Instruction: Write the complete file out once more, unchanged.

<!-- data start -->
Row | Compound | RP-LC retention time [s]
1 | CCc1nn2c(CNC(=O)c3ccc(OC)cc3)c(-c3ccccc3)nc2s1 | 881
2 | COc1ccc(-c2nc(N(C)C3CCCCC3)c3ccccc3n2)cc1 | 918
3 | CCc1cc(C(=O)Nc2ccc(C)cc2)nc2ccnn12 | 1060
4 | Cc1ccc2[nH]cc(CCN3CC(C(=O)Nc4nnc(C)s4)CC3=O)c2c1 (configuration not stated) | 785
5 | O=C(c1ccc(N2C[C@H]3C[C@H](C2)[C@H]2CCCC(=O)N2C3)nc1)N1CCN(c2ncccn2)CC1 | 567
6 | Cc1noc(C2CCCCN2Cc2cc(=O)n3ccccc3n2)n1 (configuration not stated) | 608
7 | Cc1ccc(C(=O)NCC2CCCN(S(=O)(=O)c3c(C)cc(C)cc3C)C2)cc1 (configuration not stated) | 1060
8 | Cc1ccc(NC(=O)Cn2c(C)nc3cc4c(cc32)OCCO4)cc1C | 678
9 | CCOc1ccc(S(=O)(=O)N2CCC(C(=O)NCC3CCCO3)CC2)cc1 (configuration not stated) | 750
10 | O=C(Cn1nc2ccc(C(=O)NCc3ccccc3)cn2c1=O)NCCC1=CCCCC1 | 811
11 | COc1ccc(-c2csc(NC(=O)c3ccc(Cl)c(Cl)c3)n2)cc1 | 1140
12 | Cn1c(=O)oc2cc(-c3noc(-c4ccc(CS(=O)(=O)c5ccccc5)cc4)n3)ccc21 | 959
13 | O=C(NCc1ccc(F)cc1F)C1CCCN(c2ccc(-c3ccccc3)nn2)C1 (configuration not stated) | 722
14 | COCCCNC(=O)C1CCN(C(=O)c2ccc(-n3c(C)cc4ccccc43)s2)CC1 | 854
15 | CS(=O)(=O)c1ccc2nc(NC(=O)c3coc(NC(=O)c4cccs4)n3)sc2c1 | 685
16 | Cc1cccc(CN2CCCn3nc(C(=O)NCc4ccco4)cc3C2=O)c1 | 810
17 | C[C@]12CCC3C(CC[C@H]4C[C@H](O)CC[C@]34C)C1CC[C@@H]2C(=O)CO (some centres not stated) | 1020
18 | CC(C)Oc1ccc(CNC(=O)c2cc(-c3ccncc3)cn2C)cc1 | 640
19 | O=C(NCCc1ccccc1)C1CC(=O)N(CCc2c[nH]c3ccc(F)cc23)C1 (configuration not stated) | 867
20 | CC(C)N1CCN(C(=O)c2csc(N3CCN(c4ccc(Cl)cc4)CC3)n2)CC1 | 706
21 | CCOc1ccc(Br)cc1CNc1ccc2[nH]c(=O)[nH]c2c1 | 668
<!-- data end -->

Row | Compound | RP-LC retention time [s]
1 | CCc1nn2c(CNC(=O)c3ccc(OC)cc3)c(-c3ccccc3)nc2s1 | 881
2 | COc1ccc(-c2nc(N(C)C3CCCCC3)c3ccccc3n2)cc1 | 918
3 | CCc1cc(C(=O)Nc2ccc(C)cc2)nc2ccnn12 | 1060
4 | Cc1ccc2[nH]cc(CCN3CC(C(=O)Nc4nnc(C)s4)CC3=O)c2c1 (configuration not stated) | 785
5 | O=C(c1ccc(N2C[C@H]3C[C@H](C2)[C@H]2CCCC(=O)N2C3)nc1)N1CCN(c2ncccn2)CC1 | 567
6 | Cc1noc(C2CCCCN2Cc2cc(=O)n3ccccc3n2)n1 (configuration not stated) | 608
7 | Cc1ccc(C(=O)NCC2CCCN(S(=O)(=O)c3c(C)cc(C)cc3C)C2)cc1 (configuration not stated) | 1060
8 | Cc1ccc(NC(=O)Cn2c(C)nc3cc4c(cc32)OCCO4)cc1C | 678
9 | CCOc1ccc(S(=O)(=O)N2CCC(C(=O)NCC3CCCO3)CC2)cc1 (configuration not stated) | 750
10 | O=C(Cn1nc2ccc(C(=O)NCc3ccccc3)cn2c1=O)NCCC1=CCCCC1 | 811
11 | COc1ccc(-c2csc(NC(=O)c3ccc(Cl)c(Cl)c3)n2)cc1 | 1140
12 | Cn1c(=O)oc2cc(-c3noc(-c4ccc(CS(=O)(=O)c5ccccc5)cc4)n3)ccc21 | 959
13 | O=C(NCc1ccc(F)cc1F)C1CCCN(c2ccc(-c3ccccc3)nn2)C1 (configuration not stated) | 722
14 | COCCCNC(=O)C1CCN(C(=O)c2ccc(-n3c(C)cc4ccccc43)s2)CC1 | 854
15 | CS(=O)(=O)c1ccc2nc(NC(=O)c3coc(NC(=O)c4cccs4)n3)sc2c1 | 685
16 | Cc1cccc(CN2CCCn3nc(C(=O)NCc4ccco4)cc3C2=O)c1 | 810
17 | C[C@]12CCC3C(CC[C@H]4C[C@H](O)CC[C@]34C)C1CC[C@@H]2C(=O)CO (some centres not stated) | 1020
18 | CC(C)Oc1ccc(CNC(=O)c2cc(-c3ccncc3)cn2C)cc1 | 640
19 | O=C(NCCc1ccccc1)C1CC(=O)N(CCc2c[nH]c3ccc(F)cc23)C1 (configuration not stated) | 867
20 | CC(C)N1CCN(C(=O)c2csc(N3CCN(c4ccc(Cl)cc4)CC3)n2)CC1 | 706
21 | CCOc1ccc(Br)cc1CNc1ccc2[nH]c(=O)[nH]c2c1 | 668